03.16.2015
By Terry Flanagan

ESG Matters in Fixed Income

Fixed income investors are becoming more aware of environmental, social and governance (ESG) issues through the prisms of the companies backing the bonds and the intended use(s) of the capital raised.

“Bond investors who are interested in an ESG tilt to their portfolios are looking at both sides of the credit equation,” said Gregg Sgambati, managing director of S-Network ESG Solutions. “They’re looking at issuers to see if they are ESG-aware and at the use of proceeds.”

Issuers have been evaluated along some ESG criteria for a long time. “Ratings agencies, in determining the creditworthiness of an issuer, have looked at some ESG issues,” said Sgambati. “They have not labeled them ESG, and they’ve focused predominantly on the ‘G’ pillar when examining corporations for creditworthiness. Ratings agencies have associated corporate governance with a strong indication of creditworthiness concluding that companies that aren’t governed well could be a credit risk.”

Governance deals with issues from board diversity to board structure in public companies. “Governance covers issues ranging from board structure, functions, and diversity to executive compensation and shareholder rights in public companies. For example, the way corporations are chartered and whether or not their by-laws have anti-takeover provisions which are unfavorable to investors,” said Sgambati.

As for the use of proceeds, “new bonds are being designed so that the proceeds must have an impact on the environment,” Sgambati said. “These are called green bonds and are crafted so that the proceeds must be used for green projects, or projects that are tied to making an impact on the environment in some positive way.”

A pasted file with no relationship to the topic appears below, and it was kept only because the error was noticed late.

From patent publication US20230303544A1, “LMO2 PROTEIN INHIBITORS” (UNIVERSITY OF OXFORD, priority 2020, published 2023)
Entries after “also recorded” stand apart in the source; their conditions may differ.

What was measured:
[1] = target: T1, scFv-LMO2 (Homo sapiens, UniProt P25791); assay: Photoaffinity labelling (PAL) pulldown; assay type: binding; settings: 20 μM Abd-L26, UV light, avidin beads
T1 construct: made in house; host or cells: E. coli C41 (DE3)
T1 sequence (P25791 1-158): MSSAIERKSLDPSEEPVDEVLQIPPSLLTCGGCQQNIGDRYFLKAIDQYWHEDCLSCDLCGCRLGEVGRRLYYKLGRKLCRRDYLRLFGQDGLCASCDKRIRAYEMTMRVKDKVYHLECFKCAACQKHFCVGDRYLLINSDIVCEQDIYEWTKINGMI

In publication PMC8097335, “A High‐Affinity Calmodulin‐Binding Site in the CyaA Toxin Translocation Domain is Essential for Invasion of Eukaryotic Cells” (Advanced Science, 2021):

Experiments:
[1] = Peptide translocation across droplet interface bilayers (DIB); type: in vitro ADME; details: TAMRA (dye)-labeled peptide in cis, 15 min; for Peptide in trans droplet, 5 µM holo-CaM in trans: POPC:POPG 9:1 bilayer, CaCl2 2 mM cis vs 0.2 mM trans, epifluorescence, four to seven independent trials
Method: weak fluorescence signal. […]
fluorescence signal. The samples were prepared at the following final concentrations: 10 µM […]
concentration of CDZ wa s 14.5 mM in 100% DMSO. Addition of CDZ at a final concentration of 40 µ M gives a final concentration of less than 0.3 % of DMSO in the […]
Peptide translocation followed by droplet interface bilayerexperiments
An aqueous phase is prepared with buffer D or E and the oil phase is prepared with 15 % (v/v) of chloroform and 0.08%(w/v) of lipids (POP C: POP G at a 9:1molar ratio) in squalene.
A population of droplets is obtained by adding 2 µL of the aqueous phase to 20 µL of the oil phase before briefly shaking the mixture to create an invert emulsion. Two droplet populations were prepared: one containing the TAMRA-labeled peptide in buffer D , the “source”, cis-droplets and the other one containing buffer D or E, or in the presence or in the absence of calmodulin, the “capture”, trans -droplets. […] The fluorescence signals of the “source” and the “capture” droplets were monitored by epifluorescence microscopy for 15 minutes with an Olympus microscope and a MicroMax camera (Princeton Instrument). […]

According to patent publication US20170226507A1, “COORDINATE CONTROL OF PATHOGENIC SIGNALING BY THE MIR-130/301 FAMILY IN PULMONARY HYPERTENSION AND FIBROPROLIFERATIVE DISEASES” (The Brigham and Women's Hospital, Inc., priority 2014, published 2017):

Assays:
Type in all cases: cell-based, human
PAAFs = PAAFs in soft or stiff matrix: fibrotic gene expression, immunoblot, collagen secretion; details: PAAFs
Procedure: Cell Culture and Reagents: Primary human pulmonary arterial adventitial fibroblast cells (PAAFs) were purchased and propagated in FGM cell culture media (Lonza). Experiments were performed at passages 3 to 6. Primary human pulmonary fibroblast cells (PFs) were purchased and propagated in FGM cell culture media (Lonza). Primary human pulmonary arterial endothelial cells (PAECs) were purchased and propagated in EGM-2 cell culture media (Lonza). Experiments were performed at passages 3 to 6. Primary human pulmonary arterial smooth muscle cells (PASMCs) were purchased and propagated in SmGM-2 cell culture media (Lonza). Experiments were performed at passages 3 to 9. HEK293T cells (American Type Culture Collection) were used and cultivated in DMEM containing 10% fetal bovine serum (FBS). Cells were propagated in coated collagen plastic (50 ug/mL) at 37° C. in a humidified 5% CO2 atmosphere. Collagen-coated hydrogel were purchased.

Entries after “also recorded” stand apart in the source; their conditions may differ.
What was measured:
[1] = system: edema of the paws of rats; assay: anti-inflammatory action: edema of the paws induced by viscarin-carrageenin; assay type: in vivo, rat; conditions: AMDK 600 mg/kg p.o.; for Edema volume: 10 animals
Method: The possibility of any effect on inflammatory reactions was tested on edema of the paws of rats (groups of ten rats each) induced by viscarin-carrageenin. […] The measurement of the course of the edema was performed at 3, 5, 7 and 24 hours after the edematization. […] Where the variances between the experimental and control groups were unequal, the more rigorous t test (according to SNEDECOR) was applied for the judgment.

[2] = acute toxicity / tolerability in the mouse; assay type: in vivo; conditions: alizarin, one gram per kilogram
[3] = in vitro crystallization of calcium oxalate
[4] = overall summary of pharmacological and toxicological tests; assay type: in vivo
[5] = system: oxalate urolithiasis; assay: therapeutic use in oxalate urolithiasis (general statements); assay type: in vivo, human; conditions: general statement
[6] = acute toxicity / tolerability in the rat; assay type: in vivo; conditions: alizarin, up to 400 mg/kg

A group of banks, in concert with an NGO called Ceres, have created “green bonds principles and those principles provide guidelines for these bonds to raise money for either existing or new environmental projects,” Sgambati said. “That means that ESG investors can have a reason for for buying a bond over and above just selecting the highest ESG-rated issuer.”

S-Network ESG Solutions, in conjunction with Thomson Reuters, has created a family of ESG ratings and indexes called the Thomson Reuters Corporate Responsibility Ratings and Indexes.

“It’s an ESG rating scheme that rates over 4,600 companies on environmental, social, and governance metrics,” said Sgambati. “Each of the companies has four ratings: an environmental rating, a social rating, a governance rating, and an ESG composite rating, and all of the ratings range from 0 to 100, and are designed so that you can compare companies across regions and industries.”

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